Bicycle locks don't have many uses, if you think about it they are only ever used to lock things up.
When we are finished with a bicycle lock we throw it away or give it to someone else, if it broke or you forgot the combination you would definitely throw it away.
Here I will show you how to upcycle your bike lock (used or not) into a very unique fish tank accessory.
If I won the formlabs contest, I would begin making useful pieces with the 3D printer.
I have seen the printers before and I have a million ideas running through my head as to what I could make!
Step 1: Gathering.
OK, every detailed 'ible needs a part list, whether it be a photo or a list or both - it helps a lot!
To be able to complete this project you will need the following:
- Bike lock, used or not - broken or not it doesn't matter.
- Wood, you will need a piece 30cmX4cmX1.5cm roughly, you will need to cut it into a 4cm and a 26cm block.
- A nail, about 4cm long is best.
- Cable tie/Zip tie.
- A cutting tool, I used a hacksaw.
- A hole making tool, I used a drill.
- A pencil for marking.
- Hot glue gun.
- Some safety goggles.
- Some simple skills.
- At least one full read through this 'ible.
So, if you have all the above you are qualified to continue!
Step 2: Prepare the Lock.
To prepare the lock you will need to cut both ends off and make sure there are no knots or kinks in it.
Now take the cable tie and tie up one 'side' of the lock like shown in the second photo.
Adjust the loops to the position you want them in and tighten the cable tie.
Now we can trim the end right down and put this section aside.
***Read the little box on the second photo, there is an important detail.***
Step 3: Prepare the Base Part 1/2
Now we need to prepare a base for this decoration to sand up on.
You don't need to make the base if you are happy with the piece already but if you decide to make a base this step is important.
First we need to take the end of the bike lock and put it onto the 4x4cm block of wood, draw a circle around it and find a drill bit slightly larger than the hole.
Drill out two holes, you want them close to the edge but not too close that the wood splits, see the third photo as to where I positioned my holes.
Once we have both holes drilled out we need to test the lock, push both ends into the holes and if they are a tight interference fit you have done a good job, if they are loose you can always get a thin wedge of wood and force it into the hole to make it tighter.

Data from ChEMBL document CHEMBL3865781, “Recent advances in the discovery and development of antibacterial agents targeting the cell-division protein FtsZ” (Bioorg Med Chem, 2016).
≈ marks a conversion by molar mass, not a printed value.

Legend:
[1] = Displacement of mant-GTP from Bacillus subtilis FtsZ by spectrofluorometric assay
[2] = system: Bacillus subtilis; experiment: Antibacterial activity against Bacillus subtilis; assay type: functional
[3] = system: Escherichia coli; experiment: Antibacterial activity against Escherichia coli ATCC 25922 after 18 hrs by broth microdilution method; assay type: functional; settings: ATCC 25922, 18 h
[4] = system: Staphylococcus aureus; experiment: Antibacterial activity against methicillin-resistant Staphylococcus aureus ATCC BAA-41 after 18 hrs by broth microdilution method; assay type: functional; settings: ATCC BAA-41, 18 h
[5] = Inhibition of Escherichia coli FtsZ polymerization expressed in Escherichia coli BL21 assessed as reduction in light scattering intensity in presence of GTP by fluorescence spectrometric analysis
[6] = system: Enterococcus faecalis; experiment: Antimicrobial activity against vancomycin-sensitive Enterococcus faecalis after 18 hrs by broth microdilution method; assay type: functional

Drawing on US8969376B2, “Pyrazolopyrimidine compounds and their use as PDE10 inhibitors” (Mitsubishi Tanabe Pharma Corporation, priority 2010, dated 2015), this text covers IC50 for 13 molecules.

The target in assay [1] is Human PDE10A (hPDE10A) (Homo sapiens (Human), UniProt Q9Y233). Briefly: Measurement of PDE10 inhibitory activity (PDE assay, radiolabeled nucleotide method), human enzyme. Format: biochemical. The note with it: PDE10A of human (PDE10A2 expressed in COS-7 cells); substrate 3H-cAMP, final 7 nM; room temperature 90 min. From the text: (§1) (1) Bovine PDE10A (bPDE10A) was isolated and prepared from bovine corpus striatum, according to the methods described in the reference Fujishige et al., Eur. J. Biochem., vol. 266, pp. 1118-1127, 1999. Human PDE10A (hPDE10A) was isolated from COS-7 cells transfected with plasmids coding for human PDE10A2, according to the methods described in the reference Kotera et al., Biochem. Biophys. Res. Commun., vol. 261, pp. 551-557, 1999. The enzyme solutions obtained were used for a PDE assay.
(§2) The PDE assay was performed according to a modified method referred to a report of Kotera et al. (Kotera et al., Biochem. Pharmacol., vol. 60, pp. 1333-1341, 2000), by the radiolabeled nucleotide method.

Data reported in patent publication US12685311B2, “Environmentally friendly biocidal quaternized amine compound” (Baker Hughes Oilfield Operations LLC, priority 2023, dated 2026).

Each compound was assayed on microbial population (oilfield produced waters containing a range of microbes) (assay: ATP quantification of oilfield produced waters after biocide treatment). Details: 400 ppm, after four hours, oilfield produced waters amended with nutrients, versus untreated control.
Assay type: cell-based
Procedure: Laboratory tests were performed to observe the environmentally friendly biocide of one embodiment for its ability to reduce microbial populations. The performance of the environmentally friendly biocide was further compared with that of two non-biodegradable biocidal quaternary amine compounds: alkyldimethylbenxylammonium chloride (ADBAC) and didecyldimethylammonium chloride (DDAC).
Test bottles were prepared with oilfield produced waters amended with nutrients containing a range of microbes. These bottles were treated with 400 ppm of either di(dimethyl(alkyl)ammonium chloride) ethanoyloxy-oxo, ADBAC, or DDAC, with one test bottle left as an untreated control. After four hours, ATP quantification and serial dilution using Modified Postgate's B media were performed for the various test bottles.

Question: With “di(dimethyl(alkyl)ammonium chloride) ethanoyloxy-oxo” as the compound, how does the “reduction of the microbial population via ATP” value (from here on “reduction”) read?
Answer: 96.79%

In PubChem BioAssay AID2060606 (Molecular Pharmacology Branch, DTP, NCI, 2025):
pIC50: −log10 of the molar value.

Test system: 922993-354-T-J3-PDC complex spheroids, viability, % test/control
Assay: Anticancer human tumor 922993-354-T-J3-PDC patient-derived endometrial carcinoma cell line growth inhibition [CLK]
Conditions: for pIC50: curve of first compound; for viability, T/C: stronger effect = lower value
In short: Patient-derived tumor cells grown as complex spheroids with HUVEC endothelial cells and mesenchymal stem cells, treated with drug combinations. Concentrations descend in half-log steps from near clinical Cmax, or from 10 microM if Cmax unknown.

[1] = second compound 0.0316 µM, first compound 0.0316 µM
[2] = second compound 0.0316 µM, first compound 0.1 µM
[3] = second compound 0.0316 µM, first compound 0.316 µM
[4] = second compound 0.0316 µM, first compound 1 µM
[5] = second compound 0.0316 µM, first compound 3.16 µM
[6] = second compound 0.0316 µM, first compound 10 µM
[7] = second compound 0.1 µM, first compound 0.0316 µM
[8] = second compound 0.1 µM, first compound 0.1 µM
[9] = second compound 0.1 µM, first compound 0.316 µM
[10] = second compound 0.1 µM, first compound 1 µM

When you have it all sorted, remove the cable and move onto the next step.
Step 4: The Base Part 2/2
Now it is time to finish the base of the model.
Take the 26cm long piece of wood and position the smaller block in the center like shown in the first picture.
Now, mark a line either side of the wood and remove it, you should end up with a piece of wood looking like photo two.
Now get the nail, I only had a 8cm nail so I cut it shorter.
Tap the nail in between the two marks until the end just pokes through the other side like in the fourth photo.
Now remove the nail, being careful not to bend it.
Get the smaller block of wood and tap the nail about 3mm into the middle of it thus making a small dent.
Remove the nail and tap it back through the original hole we made and then line up the other piece of wood using the dent as a guide, tap the nail fully into both pieces of wood to secure them, you can countersink the nail at this stage if you want.
The result should look like the seventh photo.
Attach the bike lock to the base the same way we did in the previous step, it should be secure and should not fall over.
Once it is fully assembled you should put a dot of hot glue on every piece of exposed metal thus preventing rust poisoning the water.
Step 5: Now...
When the decoration is assembled, place it into the fish tank and take a photo.
Please post the photo so others can see what it looks like in its home environment.
Thanks for viewing, please vote and enjoy!
Participated in the
Age of Aquariums Contest
Participated in the
Participated in the
DIY University Contest